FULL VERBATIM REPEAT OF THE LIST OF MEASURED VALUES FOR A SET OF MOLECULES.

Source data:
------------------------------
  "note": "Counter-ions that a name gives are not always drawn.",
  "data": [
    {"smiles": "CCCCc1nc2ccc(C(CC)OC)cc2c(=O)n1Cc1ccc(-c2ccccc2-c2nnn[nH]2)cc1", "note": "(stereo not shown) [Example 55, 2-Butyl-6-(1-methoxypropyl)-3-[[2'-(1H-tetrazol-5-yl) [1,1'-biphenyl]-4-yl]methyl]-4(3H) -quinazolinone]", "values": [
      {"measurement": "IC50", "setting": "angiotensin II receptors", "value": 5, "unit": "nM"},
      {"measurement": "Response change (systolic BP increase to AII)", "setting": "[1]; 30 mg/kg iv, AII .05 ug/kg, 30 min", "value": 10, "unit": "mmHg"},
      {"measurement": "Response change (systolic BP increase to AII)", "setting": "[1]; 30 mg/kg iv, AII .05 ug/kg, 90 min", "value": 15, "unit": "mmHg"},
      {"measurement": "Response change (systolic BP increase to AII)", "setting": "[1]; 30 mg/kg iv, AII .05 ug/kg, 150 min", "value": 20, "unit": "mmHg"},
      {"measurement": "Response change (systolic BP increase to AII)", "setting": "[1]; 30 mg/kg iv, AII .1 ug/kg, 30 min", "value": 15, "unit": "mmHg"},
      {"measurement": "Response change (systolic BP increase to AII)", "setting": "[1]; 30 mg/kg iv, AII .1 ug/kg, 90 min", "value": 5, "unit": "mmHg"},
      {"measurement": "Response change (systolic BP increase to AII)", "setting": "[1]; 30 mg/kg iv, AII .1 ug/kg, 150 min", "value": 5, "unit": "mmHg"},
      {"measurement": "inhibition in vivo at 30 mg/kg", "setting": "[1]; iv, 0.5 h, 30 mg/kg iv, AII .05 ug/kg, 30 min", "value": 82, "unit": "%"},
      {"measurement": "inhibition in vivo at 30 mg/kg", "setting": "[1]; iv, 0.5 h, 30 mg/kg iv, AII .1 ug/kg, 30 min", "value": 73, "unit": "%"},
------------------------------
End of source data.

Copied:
  "note": "Counter-ions that a name gives are not always drawn.",
  "data": [
    {"smiles": "CCCCc1nc2ccc(C(CC)OC)cc2c(=O)n1Cc1ccc(-c2ccccc2-c2nnn[nH]2)cc1", "note": "(stereo not shown) [Example 55, 2-Butyl-6-(1-methoxypropyl)-3-[[2'-(1H-tetrazol-5-yl) [1,1'-biphenyl]-4-yl]methyl]-4(3H) -quinazolinone]", "values": [
      {"measurement": "IC50", "setting": "angiotensin II receptors", "value": 5, "unit": "nM"},
      {"measurement": "Response change (systolic BP increase to AII)", "setting": "[1]; 30 mg/kg iv, AII .05 ug/kg, 30 min", "value": 10, "unit": "mmHg"},
      {"measurement": "Response change (systolic BP increase to AII)", "setting": "[1]; 30 mg/kg iv, AII .05 ug/kg, 90 min", "value": 15, "unit": "mmHg"},
      {"measurement": "Response change (systolic BP increase to AII)", "setting": "[1]; 30 mg/kg iv, AII .05 ug/kg, 150 min", "value": 20, "unit": "mmHg"},
      {"measurement": "Response change (systolic BP increase to AII)", "setting": "[1]; 30 mg/kg iv, AII .1 ug/kg, 30 min", "value": 15, "unit": "mmHg"},
      {"measurement": "Response change (systolic BP increase to AII)", "setting": "[1]; 30 mg/kg iv, AII .1 ug/kg, 90 min", "value": 5, "unit": "mmHg"},
      {"measurement": "Response change (systolic BP increase to AII)", "setting": "[1]; 30 mg/kg iv, AII .1 ug/kg, 150 min", "value": 5, "unit": "mmHg"},
      {"measurement": "inhibition in vivo at 30 mg/kg", "setting": "[1]; iv, 0.5 h, 30 mg/kg iv, AII .05 ug/kg, 30 min", "value": 82, "unit": "%"},
      {"measurement": "inhibition in vivo at 30 mg/kg", "setting": "[1]; iv, 0.5 h, 30 mg/kg iv, AII .1 ug/kg, 30 min", "value": 73, "unit": "%"},